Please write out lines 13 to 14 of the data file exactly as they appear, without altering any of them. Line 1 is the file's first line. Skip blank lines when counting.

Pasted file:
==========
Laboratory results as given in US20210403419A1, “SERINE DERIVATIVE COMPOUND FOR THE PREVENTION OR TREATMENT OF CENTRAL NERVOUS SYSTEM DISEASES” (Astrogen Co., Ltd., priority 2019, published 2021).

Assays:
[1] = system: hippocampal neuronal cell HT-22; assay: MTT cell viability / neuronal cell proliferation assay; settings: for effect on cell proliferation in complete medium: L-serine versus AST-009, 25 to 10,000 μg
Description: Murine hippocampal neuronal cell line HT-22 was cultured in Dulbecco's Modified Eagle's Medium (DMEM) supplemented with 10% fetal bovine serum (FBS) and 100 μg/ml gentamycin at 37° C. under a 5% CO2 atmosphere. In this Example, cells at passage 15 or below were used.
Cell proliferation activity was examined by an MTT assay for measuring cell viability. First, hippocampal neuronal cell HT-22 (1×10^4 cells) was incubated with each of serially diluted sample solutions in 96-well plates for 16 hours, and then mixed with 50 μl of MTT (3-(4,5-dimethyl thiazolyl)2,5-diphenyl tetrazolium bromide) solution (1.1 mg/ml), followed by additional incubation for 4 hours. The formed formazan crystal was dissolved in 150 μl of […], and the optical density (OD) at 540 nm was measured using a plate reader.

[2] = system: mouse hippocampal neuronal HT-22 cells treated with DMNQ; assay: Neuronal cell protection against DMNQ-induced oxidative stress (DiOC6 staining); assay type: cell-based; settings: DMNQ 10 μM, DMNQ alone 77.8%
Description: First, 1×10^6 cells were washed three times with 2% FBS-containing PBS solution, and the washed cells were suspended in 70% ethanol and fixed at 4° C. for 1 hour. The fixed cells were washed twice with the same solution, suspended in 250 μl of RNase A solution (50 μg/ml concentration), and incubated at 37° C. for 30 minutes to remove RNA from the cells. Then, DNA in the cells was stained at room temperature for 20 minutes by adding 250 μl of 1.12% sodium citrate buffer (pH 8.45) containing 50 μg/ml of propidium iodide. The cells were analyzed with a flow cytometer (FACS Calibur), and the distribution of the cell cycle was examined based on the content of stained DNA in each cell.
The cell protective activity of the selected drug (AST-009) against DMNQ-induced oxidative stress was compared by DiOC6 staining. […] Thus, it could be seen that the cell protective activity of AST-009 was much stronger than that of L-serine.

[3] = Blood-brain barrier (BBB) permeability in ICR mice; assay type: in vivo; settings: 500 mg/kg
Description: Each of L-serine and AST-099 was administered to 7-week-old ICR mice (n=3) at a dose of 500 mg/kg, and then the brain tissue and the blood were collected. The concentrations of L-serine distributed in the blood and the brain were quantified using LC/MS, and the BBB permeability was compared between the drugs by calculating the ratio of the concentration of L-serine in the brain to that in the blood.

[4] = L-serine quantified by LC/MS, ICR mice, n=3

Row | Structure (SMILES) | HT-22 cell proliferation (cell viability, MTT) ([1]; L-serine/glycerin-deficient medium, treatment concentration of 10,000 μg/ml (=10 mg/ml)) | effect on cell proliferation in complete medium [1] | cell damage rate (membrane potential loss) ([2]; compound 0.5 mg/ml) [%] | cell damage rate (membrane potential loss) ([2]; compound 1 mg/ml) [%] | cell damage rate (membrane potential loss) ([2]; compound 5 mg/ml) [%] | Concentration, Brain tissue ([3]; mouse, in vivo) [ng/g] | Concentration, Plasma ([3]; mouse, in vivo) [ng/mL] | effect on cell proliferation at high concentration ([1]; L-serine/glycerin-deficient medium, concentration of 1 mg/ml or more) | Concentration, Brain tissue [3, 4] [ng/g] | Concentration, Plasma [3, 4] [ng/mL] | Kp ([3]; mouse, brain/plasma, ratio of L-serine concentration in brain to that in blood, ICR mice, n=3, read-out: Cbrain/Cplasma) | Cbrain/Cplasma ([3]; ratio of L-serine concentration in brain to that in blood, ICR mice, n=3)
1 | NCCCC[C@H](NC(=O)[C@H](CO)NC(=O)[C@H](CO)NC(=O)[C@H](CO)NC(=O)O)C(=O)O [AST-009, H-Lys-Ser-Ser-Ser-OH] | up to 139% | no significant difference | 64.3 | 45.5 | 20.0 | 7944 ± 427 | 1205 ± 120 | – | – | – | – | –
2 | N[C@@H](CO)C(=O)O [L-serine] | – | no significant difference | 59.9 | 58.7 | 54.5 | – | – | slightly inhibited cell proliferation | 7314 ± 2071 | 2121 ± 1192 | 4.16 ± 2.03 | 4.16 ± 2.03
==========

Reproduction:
1 | NCCCC[C@H](NC(=O)[C@H](CO)NC(=O)[C@H](CO)NC(=O)[C@H](CO)NC(=O)O)C(=O)O [AST-009, H-Lys-Ser-Ser-Ser-OH] | up to 139% | no significant difference | 64.3 | 45.5 | 20.0 | 7944 ± 427 | 1205 ± 120 | – | – | – | – | –
2 | N[C@@H](CO)C(=O)O [L-serine] | – | no significant difference | 59.9 | 58.7 | 54.5 | – | – | slightly inhibited cell proliferation | 7314 ± 2071 | 2121 ± 1192 | 4.16 ± 2.03 | 4.16 ± 2.03